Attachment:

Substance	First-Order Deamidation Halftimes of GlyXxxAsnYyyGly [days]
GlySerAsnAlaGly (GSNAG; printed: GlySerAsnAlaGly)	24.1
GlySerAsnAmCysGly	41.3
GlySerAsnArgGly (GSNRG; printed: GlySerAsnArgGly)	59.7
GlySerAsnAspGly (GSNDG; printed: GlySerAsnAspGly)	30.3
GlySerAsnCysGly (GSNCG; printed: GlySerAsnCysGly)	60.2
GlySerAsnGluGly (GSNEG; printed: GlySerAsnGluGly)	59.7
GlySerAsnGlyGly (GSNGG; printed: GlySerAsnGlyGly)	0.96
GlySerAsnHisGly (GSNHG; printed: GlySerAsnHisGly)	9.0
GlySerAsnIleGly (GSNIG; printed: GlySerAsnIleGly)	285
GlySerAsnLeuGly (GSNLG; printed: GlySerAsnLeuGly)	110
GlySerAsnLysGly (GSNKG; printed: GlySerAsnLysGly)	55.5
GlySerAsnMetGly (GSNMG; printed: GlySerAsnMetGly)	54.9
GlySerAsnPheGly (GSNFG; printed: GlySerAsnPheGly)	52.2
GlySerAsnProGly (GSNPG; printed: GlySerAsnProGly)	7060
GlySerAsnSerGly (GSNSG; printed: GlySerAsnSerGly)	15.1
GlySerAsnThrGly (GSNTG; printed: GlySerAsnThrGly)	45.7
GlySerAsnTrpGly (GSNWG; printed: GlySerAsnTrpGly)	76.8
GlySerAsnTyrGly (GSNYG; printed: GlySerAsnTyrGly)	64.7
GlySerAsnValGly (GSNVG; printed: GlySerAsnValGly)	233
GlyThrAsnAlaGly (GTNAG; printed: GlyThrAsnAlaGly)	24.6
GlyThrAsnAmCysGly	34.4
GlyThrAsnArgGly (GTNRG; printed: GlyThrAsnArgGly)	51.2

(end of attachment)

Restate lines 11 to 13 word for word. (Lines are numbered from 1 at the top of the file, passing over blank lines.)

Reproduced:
GlySerAsnLeuGly (GSNLG; printed: GlySerAsnLeuGly)	110
GlySerAsnLysGly (GSNKG; printed: GlySerAsnLysGly)	55.5
GlySerAsnMetGly (GSNMG; printed: GlySerAsnMetGly)	54.9